This reef is a great place to explore by snorkel or scuba. The “Bomb Holes” are not holes created by aerial bombs as is commnly thought, but instead are natural limestone reef formations formed millions of years ago.
The depressions in the inner reef are home to thousands of fish and corals. The Fisheye Marine Observatory is built in the middle of the largest hole, but there are many shallow "pools" along the way to explore with a snorkel.
If you are diving, park in the lot directly in front of the beach and walk or snorkel approximately 75 yards out opn the right side of the walkway, as it is quite shallow, depending on the tide. The sand bottomed main “bomb hole” has several large boulders around which fish swarm. The fish are fed by the marine park staff, and are plentiful and quite used to humans. The feeding is done on the south side of teh tower.
Typically seen here are schools of small reef fish, needlefish, an occasional barracuda, butterflyfish,nudibranchs and more. This area is designated as one of Guam's Fish Preserves.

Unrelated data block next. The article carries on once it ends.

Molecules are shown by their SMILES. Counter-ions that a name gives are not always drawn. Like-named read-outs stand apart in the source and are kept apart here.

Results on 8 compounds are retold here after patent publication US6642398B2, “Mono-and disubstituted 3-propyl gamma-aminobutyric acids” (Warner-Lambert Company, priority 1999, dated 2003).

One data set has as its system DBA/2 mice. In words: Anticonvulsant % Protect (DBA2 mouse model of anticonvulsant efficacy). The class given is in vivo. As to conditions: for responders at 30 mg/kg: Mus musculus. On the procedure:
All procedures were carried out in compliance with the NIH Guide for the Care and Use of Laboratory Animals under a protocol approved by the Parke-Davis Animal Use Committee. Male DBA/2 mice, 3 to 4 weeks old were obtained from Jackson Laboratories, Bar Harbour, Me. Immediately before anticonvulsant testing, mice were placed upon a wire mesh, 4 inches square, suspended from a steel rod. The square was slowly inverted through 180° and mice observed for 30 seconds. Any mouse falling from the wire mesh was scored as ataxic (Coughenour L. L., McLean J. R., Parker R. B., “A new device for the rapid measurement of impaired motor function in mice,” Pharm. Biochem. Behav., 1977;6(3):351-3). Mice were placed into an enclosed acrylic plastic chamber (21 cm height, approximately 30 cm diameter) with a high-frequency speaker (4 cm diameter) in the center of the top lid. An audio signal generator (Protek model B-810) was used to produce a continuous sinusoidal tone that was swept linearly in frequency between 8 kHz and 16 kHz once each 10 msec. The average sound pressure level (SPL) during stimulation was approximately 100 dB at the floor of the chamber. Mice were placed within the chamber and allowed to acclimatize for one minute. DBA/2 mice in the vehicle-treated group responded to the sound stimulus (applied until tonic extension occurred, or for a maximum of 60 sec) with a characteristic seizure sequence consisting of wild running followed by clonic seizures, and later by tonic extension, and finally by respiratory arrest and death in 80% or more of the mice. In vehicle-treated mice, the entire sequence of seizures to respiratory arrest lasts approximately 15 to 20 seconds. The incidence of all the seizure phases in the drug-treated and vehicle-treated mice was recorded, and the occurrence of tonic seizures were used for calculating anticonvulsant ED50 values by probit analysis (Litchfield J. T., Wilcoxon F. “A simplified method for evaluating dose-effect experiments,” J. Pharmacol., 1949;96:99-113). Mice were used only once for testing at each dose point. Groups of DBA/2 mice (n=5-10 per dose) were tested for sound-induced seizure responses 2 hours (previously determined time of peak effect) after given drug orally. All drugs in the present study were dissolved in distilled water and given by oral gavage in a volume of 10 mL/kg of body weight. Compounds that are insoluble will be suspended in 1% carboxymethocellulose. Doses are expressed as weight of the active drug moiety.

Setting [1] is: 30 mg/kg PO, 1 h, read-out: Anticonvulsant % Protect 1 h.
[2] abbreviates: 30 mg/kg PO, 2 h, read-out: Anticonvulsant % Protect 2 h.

CAUTION: This is a very good night dive but make sure to bring someone along to stay with your car.
Feather Duster (Fan) Worms are colorful inhabitants of coral reefs and are marine segmented worms that are sessile, attached to rocks or sand by their base.
They are incredibly sensitive to light and water movement. They are plankton-feeders and retract into a tubular home in the coral These worms burrow into coral and extend long tentacles to catch food. When threatened, they disappear into their shafts.